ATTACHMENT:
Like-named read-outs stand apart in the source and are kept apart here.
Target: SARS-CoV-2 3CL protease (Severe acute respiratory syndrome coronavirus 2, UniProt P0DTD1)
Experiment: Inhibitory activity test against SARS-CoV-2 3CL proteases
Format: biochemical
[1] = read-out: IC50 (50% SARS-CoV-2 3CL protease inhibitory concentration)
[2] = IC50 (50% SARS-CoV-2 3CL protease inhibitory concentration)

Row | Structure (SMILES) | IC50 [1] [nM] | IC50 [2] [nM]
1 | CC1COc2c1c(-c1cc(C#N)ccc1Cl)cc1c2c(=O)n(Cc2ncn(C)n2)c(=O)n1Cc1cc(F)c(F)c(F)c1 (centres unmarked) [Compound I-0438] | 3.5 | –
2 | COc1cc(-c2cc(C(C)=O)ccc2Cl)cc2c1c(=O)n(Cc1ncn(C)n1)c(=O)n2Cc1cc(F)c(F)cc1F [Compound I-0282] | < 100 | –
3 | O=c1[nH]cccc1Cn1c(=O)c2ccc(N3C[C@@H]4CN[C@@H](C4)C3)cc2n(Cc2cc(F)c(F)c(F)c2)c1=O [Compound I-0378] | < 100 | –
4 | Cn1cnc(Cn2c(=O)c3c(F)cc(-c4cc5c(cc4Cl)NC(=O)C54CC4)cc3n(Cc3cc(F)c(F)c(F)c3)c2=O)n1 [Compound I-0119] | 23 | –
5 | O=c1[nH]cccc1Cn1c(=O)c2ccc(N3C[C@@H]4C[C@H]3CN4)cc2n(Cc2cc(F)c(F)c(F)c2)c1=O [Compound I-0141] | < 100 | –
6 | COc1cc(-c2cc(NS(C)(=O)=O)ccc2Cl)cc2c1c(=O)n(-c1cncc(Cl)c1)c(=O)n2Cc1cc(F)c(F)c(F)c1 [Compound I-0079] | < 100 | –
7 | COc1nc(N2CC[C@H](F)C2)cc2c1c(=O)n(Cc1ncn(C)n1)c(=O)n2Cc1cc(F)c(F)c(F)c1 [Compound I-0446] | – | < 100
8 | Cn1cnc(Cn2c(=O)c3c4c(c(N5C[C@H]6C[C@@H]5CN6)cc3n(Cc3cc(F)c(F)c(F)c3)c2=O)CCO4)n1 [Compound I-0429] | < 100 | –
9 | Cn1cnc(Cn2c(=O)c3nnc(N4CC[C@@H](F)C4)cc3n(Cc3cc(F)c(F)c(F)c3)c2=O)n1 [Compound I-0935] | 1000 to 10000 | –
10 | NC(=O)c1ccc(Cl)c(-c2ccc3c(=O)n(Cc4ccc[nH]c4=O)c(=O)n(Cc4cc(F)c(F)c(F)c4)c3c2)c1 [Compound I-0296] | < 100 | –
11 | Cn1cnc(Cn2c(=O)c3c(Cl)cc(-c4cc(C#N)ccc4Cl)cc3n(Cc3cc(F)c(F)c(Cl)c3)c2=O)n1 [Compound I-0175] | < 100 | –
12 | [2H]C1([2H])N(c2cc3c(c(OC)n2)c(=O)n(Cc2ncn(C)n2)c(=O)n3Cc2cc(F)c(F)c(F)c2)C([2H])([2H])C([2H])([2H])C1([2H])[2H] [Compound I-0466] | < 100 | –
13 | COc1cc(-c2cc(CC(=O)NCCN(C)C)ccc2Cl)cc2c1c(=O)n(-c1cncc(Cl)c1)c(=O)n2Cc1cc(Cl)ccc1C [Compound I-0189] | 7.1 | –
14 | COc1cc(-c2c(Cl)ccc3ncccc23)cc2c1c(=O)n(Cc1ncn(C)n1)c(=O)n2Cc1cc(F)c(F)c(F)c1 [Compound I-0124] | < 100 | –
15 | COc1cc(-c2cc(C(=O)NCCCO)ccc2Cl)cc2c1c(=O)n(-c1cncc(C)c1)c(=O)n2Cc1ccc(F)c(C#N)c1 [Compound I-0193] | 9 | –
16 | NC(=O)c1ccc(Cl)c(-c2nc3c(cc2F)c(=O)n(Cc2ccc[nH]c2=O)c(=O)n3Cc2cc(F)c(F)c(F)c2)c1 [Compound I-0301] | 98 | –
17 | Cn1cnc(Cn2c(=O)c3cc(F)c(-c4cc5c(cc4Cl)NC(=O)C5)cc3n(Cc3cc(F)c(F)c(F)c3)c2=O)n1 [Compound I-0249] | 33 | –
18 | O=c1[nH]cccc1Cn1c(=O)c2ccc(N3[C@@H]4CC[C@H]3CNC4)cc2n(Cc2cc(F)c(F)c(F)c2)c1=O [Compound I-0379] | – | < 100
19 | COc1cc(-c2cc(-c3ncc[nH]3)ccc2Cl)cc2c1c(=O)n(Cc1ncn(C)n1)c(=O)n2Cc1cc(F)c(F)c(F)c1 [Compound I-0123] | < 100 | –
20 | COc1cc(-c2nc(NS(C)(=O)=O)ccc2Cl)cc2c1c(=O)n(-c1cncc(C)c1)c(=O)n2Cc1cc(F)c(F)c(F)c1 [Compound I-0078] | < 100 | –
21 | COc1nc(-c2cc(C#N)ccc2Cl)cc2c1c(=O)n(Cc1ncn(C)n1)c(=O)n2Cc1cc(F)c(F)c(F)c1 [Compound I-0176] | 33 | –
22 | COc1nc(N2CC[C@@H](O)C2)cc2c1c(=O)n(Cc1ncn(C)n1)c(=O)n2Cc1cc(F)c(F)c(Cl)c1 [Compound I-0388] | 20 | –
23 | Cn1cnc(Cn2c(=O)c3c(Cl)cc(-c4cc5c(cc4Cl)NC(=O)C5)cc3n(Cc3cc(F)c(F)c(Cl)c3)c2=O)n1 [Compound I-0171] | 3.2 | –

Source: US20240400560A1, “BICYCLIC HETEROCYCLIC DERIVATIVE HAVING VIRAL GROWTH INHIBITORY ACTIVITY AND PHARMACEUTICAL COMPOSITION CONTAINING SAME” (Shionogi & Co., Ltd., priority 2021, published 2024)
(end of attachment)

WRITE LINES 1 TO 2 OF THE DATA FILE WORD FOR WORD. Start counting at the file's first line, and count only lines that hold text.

Like-named read-outs stand apart in the source and are kept apart here.
Target: SARS-CoV-2 3CL protease (Severe acute respiratory syndrome coronavirus 2, UniProt P0DTD1)